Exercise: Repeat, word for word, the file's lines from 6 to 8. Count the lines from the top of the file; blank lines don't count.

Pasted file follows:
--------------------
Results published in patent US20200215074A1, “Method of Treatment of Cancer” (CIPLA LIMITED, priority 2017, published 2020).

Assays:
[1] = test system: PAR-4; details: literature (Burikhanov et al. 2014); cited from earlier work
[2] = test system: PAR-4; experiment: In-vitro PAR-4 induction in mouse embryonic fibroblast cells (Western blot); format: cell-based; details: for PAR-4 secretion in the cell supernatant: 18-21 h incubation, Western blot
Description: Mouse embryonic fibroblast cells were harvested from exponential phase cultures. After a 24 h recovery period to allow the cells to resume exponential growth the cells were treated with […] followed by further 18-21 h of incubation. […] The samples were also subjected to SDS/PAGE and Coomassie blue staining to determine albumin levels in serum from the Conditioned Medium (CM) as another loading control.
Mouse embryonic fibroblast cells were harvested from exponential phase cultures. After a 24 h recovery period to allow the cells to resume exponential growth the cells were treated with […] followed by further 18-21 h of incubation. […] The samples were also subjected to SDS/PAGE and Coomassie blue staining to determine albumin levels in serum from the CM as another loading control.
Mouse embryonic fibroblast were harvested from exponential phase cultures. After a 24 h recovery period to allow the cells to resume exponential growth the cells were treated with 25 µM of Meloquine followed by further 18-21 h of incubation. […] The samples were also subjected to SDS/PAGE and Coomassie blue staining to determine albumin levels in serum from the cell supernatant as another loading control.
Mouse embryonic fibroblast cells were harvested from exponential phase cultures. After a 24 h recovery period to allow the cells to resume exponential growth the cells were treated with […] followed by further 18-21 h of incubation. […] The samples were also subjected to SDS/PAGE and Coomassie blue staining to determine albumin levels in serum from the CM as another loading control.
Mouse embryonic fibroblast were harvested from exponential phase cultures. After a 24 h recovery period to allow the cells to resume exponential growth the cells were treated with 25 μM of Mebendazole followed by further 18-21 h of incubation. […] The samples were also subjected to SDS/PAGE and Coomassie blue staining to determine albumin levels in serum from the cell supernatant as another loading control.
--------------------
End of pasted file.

Mouse embryonic fibroblast cells were harvested from exponential phase cultures. After a 24 h recovery period to allow the cells to resume exponential growth the cells were treated with […] followed by further 18-21 h of incubation. […] The samples were also subjected to SDS/PAGE and Coomassie blue staining to determine albumin levels in serum from the CM as another loading control.
Mouse embryonic fibroblast were harvested from exponential phase cultures. After a 24 h recovery period to allow the cells to resume exponential growth the cells were treated with 25 µM of Meloquine followed by further 18-21 h of incubation. […] The samples were also subjected to SDS/PAGE and Coomassie blue staining to determine albumin levels in serum from the cell supernatant as another loading control.
Mouse embryonic fibroblast cells were harvested from exponential phase cultures. After a 24 h recovery period to allow the cells to resume exponential growth the cells were treated with […] followed by further 18-21 h of incubation. […] The samples were also subjected to SDS/PAGE and Coomassie blue staining to determine albumin levels in serum from the CM as another loading control.